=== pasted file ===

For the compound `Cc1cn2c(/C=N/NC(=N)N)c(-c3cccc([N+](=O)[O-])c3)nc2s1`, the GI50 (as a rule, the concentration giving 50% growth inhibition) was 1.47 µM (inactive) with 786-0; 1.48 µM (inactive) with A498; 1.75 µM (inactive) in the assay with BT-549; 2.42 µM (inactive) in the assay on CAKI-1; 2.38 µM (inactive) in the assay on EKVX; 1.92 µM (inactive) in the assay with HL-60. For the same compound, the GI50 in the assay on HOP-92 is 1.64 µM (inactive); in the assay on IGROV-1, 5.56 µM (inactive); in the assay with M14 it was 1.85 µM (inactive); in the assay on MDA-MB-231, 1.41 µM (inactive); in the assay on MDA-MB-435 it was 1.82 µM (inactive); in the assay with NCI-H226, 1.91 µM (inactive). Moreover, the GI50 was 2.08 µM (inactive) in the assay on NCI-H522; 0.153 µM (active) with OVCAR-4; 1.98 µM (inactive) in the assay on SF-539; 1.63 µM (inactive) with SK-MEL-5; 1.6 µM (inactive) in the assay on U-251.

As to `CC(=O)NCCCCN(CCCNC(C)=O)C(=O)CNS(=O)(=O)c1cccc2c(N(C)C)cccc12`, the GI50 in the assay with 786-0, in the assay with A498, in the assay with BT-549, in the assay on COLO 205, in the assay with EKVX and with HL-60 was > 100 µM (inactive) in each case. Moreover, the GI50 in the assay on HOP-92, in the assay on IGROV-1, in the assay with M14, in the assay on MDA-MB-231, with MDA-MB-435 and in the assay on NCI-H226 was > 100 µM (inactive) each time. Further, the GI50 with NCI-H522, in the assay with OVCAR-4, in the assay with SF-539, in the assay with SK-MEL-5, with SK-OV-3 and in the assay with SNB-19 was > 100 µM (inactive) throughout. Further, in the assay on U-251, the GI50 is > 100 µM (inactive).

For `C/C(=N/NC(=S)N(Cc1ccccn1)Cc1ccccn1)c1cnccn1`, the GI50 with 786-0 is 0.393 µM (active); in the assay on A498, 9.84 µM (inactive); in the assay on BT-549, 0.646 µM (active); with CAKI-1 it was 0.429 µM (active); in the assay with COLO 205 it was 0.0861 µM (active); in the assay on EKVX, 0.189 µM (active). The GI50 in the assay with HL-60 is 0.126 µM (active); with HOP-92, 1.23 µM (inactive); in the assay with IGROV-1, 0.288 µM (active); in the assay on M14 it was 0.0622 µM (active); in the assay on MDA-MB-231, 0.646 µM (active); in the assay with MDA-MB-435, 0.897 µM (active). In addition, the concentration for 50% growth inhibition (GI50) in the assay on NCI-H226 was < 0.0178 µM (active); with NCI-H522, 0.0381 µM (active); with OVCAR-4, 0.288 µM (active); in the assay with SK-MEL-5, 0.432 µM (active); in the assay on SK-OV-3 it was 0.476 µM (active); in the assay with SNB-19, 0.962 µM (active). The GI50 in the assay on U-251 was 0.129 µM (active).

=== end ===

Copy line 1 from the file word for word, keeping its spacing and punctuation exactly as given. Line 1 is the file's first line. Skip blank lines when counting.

For the compound `Cc1cn2c(/C=N/NC(=N)N)c(-c3cccc([N+](=O)[O-])c3)nc2s1`, the GI50 (as a rule, the concentration giving 50% growth inhibition) was 1.47 µM (inactive) with 786-0; 1.48 µM (inactive) with A498; 1.75 µM (inactive) in the assay with BT-549; 2.42 µM (inactive) in the assay on CAKI-1; 2.38 µM (inactive) in the assay on EKVX; 1.92 µM (inactive) in the assay with HL-60. For the same compound, the GI50 in the assay on HOP-92 is 1.64 µM (inactive); in the assay on IGROV-1, 5.56 µM (inactive); in the assay with M14 it was 1.85 µM (inactive); in the assay on MDA-MB-231, 1.41 µM (inactive); in the assay on MDA-MB-435 it was 1.82 µM (inactive); in the assay with NCI-H226, 1.91 µM (inactive). Moreover, the GI50 was 2.08 µM (inactive) in the assay on NCI-H522; 0.153 µM (active) with OVCAR-4; 1.98 µM (inactive) in the assay on SF-539; 1.63 µM (inactive) with SK-MEL-5; 1.6 µM (inactive) in the assay on U-251.